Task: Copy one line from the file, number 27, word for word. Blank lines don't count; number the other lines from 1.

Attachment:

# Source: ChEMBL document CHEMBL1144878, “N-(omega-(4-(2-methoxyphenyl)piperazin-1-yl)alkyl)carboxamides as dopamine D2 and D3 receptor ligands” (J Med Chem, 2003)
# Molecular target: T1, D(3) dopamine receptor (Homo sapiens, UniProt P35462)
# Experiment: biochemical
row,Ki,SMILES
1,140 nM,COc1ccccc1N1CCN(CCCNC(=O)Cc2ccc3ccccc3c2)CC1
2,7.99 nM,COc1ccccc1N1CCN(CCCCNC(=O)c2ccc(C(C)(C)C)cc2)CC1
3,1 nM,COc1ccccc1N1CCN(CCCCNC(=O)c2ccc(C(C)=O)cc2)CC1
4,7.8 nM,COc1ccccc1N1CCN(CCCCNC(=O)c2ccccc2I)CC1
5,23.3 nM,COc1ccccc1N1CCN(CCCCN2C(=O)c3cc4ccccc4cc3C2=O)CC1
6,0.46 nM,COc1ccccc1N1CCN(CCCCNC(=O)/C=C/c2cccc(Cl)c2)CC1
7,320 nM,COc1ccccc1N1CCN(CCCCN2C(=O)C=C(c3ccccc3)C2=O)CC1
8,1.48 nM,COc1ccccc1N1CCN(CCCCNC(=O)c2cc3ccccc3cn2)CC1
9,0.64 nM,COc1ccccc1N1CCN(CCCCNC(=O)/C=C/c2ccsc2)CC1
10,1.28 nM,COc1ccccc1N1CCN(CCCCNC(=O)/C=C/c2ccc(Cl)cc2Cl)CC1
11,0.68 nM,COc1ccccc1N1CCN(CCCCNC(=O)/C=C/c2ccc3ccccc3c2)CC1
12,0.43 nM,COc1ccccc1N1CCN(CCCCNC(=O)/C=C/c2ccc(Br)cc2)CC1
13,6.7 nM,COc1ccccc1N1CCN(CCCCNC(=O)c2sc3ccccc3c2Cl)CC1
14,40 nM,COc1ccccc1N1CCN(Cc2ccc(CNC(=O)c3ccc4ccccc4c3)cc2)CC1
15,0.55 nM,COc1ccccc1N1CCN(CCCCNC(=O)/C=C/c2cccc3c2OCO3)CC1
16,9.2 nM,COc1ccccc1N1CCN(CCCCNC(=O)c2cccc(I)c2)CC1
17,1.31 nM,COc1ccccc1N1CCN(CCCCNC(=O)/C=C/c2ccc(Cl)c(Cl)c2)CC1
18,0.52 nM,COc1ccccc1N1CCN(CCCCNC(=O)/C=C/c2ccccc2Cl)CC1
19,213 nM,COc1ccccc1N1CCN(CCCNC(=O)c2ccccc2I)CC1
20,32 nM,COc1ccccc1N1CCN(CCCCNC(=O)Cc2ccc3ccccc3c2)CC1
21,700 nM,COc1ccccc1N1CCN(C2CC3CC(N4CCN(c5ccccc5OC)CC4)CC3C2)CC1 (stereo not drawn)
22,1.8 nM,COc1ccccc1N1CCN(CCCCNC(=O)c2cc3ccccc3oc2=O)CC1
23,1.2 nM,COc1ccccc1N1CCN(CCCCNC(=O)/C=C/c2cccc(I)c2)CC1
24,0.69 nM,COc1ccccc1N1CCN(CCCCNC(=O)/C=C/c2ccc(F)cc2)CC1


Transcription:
23,1.2 nM,COc1ccccc1N1CCN(CCCCNC(=O)/C=C/c2cccc(I)c2)CC1